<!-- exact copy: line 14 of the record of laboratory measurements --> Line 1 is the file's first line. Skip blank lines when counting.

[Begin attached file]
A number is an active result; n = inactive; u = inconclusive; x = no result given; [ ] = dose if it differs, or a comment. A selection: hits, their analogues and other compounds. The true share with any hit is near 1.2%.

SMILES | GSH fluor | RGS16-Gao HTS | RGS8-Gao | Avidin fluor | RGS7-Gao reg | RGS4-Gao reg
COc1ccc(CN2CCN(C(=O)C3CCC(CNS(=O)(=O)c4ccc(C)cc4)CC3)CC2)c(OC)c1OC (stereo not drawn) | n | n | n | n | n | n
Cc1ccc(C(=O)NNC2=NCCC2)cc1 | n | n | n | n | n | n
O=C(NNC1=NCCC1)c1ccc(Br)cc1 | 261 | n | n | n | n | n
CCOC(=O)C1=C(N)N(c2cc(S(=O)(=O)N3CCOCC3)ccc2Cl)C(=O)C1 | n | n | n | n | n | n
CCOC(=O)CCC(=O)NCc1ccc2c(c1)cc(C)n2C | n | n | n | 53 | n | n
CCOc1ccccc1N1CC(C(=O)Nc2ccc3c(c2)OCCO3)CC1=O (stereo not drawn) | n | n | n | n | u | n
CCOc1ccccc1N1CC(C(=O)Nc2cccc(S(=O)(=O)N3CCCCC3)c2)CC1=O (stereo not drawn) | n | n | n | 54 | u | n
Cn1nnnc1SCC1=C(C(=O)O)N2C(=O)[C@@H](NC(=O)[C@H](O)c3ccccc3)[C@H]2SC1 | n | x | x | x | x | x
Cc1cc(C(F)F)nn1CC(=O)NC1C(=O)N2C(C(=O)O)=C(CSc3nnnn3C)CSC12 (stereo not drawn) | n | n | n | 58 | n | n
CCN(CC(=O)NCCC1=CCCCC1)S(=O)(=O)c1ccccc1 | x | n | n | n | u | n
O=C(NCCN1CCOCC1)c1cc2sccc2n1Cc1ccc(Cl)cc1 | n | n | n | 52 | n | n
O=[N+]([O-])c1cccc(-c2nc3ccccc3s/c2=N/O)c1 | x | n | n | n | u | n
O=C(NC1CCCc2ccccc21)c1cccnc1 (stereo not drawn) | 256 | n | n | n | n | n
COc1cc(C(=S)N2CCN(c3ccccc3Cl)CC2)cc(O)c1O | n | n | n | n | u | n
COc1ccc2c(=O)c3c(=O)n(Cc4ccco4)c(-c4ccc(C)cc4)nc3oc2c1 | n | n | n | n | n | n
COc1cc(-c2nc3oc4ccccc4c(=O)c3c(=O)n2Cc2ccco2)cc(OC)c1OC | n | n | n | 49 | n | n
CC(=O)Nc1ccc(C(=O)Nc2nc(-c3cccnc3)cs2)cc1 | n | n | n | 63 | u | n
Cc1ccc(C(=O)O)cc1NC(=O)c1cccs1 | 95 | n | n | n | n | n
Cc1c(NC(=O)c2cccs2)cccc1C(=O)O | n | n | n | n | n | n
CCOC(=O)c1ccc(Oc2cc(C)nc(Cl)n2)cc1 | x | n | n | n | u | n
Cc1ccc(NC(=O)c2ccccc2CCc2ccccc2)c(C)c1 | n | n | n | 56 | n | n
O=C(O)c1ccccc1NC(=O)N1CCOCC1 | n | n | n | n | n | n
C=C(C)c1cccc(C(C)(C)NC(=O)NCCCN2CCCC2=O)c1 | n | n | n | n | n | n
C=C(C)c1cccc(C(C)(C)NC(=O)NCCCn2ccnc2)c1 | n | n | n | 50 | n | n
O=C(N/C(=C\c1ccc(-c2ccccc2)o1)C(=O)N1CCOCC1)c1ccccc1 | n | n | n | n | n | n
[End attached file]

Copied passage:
O=[N+]([O-])c1cccc(-c2nc3ccccc3s/c2=N/O)c1 | x | n | n | n | u | n